Fairfax County Executive Anthony Griffin released his proposed budget for Fiscal Year 2011 last Tuesday. As expected, there was a lot of anguish and little to celebrate.
The proposed General Fund budget of $3.294 billion is a decrease of $133 million, or 3.9 percent, from the FY 2010 revised budget plan. Mr. Griffin proposed cuts of more than $100 million, elimination of nearly 300 positions, no compensation increases for county employees for the second year in a row, and a tax rate increase of five cents, from the current $1.04 to $1.09. He also recommended implementing a $33 annual local vehicle registration fee.
The proposed budget transfers $1.6 billion to the school system, a one percent decrease from last year, but nearly $82 million less than the School Board requested. Additionally, the proposed budget includes $160.7 million for School Debt Service on school construction bonds. The total proposed transfer to schools represents 53.8 percent of General Fund disbursements.
Also last week, the General Assembly presented budget amendments to the state biennium budget, with heavy cuts to education and human services. Cuts at the state level affect support for K-12 funding, but do not reduce the costs that already prevail in localities and school divisions to educate our children. That means the unfunded mandates on localities remain unfunded, forcing local taxpayers to pick up the slack. The General Assembly has until March 13 to complete its work, so the impact of proposed state cuts on Fairfax County programs and services still is being determined. Of great concern is the ripple effect that cuts to programs might have on delivery of all services, at both the state and county levels.
In his transmittal letter to the Board of Supervisors, Mr. Griffin said that “maintaining core functions and services that protect and enrich the quality of life for our residents” would position the county to sustain commitments to future generations. At the same time, he said, “we cannot fund everything based on our projected revenue levels.” The FY 2011 budget strategies “will not likely please most of our residents,” he noted, mentioning that the combination of service cuts and tax enhancements will have consequences for many in our community.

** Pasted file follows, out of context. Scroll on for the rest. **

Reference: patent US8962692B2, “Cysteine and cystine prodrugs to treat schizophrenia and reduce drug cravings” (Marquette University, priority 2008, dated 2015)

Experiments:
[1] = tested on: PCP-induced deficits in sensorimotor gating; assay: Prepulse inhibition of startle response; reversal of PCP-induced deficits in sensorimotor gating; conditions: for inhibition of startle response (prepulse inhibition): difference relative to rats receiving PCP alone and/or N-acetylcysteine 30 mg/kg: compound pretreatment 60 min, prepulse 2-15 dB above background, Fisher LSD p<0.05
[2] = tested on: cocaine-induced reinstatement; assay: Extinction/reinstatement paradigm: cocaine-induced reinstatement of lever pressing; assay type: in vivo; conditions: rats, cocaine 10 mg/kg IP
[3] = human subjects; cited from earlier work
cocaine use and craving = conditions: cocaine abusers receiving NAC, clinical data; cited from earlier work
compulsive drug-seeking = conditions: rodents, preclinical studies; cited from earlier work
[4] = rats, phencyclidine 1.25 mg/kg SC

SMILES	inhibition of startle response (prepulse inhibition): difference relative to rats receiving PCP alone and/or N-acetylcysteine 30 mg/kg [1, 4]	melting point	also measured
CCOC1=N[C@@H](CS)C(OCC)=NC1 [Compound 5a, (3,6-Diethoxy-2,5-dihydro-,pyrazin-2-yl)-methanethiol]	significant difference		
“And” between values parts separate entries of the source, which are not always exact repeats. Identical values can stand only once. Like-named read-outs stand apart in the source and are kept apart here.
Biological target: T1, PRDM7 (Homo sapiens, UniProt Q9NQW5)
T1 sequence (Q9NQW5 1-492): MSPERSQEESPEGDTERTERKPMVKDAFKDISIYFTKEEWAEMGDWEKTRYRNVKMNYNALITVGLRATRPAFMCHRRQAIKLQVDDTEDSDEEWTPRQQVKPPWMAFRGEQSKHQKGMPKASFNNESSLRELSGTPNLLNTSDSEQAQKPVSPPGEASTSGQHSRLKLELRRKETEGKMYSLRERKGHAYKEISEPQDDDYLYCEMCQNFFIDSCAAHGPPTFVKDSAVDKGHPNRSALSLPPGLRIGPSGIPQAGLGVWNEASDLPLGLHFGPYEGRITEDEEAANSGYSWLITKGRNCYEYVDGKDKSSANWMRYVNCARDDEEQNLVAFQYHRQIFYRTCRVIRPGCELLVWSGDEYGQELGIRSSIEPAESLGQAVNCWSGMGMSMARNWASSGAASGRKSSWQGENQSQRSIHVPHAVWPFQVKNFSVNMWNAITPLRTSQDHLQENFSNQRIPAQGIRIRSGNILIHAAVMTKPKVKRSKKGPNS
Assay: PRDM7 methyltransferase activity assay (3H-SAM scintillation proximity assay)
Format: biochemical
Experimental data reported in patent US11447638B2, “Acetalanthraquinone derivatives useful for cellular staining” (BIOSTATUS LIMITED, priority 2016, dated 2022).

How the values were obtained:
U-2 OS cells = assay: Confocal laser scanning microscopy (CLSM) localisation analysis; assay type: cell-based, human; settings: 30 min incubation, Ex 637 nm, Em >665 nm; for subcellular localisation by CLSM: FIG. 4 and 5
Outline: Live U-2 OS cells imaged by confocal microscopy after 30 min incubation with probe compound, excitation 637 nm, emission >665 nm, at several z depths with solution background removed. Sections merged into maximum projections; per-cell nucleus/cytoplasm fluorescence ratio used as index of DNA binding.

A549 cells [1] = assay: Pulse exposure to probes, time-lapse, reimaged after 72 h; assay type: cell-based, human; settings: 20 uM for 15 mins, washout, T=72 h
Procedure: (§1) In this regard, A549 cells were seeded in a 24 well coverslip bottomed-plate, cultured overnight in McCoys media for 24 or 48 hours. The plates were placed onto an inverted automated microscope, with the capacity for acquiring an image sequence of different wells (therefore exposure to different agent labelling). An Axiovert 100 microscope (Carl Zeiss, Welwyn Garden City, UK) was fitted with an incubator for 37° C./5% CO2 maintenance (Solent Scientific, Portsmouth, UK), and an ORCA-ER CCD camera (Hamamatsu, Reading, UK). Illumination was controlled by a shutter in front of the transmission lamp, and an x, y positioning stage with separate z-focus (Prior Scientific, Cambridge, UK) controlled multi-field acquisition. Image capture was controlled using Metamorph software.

Reflecting the national economic recession, residential and commercial real estate values continue to decline, and reduced consumer spending further darkens the revenue side of the ledger. Ironically, demand for services has increased at the same time that resources have decreased. The county’s unemployment rate, 4.6 percent in December, is enviable when compared to the national double digit average. We are somewhat insulated by the high number of federal-related jobs in the region, but the “new normal” means that we must identify innovative and creative ways to do more with less. Most Mason District neighborhoods experienced declines in housing values of 5 to 25 percent. There was no change in a very few areas and, curiously, two older townhouse complexes near the Fairfax County/Arlington County border saw increases of 11 percent or greater, apparently reflecting recent home sales there.
Future columns will focus on some of the particular budget recommendations, including schools, public safety, the environment, parks, and libraries. The Mason District Spring Town Meeting will be held on Monday, March 15, at 7 p.m. at the Mason District Governmental Center, 6507 Columbia Pike in Annandale. The topic, of course, will be the budget.
Penny Gross is the Mason District Supervisor in the Fairfax County Board of Supervisors. She may be e-mailed at [email protected]